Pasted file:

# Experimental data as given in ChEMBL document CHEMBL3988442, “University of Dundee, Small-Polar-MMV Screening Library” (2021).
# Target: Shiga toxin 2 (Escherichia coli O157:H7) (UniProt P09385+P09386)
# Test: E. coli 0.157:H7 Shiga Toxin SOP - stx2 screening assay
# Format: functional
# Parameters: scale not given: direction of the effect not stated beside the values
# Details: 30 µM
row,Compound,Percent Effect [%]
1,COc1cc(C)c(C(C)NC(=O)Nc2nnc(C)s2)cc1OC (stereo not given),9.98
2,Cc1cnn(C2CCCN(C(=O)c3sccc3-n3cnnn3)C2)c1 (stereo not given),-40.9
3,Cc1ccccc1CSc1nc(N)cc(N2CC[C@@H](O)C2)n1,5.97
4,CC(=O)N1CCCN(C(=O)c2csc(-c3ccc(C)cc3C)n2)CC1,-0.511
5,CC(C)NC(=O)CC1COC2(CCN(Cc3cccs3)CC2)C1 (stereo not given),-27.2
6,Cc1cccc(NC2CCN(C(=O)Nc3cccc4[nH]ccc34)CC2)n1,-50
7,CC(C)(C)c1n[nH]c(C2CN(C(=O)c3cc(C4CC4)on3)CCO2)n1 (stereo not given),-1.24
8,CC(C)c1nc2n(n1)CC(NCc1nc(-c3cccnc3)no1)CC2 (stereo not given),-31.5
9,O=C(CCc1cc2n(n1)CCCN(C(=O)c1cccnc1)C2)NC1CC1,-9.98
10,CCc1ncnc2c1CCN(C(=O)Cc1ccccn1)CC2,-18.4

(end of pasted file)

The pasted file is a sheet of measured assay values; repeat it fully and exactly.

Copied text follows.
# Experimental data as given in ChEMBL document CHEMBL3988442, “University of Dundee, Small-Polar-MMV Screening Library” (2021).
# Target: Shiga toxin 2 (Escherichia coli O157:H7) (UniProt P09385+P09386)
# Test: E. coli 0.157:H7 Shiga Toxin SOP - stx2 screening assay
# Format: functional
# Parameters: scale not given: direction of the effect not stated beside the values
# Details: 30 µM
row,Compound,Percent Effect [%]
1,COc1cc(C)c(C(C)NC(=O)Nc2nnc(C)s2)cc1OC (stereo not given),9.98
2,Cc1cnn(C2CCCN(C(=O)c3sccc3-n3cnnn3)C2)c1 (stereo not given),-40.9
3,Cc1ccccc1CSc1nc(N)cc(N2CC[C@@H](O)C2)n1,5.97
4,CC(=O)N1CCCN(C(=O)c2csc(-c3ccc(C)cc3C)n2)CC1,-0.511
5,CC(C)NC(=O)CC1COC2(CCN(Cc3cccs3)CC2)C1 (stereo not given),-27.2
6,Cc1cccc(NC2CCN(C(=O)Nc3cccc4[nH]ccc34)CC2)n1,-50
7,CC(C)(C)c1n[nH]c(C2CN(C(=O)c3cc(C4CC4)on3)CCO2)n1 (stereo not given),-1.24
8,CC(C)c1nc2n(n1)CC(NCc1nc(-c3cccnc3)no1)CC2 (stereo not given),-31.5
9,O=C(CCc1cc2n(n1)CCCN(C(=O)c1cccnc1)C2)NC1CC1,-9.98
10,CCc1ncnc2c1CCN(C(=O)Cc1ccccn1)CC2,-18.4